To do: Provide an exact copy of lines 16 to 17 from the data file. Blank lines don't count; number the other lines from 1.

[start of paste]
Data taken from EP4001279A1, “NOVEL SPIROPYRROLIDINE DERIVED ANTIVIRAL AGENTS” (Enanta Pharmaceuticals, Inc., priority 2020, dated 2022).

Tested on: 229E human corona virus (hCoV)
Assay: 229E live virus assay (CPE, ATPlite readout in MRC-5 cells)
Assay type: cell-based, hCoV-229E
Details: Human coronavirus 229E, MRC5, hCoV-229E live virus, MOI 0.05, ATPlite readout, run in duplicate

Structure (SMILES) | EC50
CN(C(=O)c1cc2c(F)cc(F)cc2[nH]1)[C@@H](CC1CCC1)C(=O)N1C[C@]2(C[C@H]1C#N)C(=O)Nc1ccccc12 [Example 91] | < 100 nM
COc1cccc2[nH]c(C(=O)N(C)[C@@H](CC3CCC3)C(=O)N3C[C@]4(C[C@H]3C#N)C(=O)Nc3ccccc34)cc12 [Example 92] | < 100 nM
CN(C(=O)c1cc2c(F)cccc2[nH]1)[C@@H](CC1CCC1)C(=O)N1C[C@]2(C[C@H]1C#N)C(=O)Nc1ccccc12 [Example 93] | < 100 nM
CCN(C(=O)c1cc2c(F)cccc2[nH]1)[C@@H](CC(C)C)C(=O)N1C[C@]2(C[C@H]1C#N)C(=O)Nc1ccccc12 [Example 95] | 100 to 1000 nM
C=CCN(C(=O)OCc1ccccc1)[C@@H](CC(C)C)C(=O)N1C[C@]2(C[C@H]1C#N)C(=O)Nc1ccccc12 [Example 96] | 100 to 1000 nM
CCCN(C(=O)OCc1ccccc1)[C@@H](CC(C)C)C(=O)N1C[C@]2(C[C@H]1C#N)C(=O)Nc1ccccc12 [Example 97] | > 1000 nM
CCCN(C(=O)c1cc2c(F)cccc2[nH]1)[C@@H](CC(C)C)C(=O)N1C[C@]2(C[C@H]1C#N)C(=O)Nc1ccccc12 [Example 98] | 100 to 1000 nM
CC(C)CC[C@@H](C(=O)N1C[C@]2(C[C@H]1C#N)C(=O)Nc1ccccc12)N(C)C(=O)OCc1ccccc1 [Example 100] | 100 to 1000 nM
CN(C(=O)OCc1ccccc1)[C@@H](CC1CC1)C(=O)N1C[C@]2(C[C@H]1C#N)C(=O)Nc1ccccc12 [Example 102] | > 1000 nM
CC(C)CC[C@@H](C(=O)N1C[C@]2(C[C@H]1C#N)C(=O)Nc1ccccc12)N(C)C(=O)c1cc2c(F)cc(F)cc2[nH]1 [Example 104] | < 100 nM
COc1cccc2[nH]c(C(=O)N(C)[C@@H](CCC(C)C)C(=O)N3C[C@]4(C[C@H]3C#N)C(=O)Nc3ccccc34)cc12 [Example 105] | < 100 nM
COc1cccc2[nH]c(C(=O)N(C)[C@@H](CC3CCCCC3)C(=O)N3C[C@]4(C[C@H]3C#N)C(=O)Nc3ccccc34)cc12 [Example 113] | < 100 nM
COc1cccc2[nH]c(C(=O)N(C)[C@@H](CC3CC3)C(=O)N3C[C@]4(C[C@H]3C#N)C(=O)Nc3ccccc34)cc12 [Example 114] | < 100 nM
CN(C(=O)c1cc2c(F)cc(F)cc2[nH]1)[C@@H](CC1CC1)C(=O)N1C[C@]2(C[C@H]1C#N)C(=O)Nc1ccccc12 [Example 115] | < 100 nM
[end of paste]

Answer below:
CC(C)CC[C@@H](C(=O)N1C[C@]2(C[C@H]1C#N)C(=O)Nc1ccccc12)N(C)C(=O)c1cc2c(F)cc(F)cc2[nH]1 [Example 104] | < 100 nM
COc1cccc2[nH]c(C(=O)N(C)[C@@H](CCC(C)C)C(=O)N3C[C@]4(C[C@H]3C#N)C(=O)Nc3ccccc34)cc12 [Example 105] | < 100 nM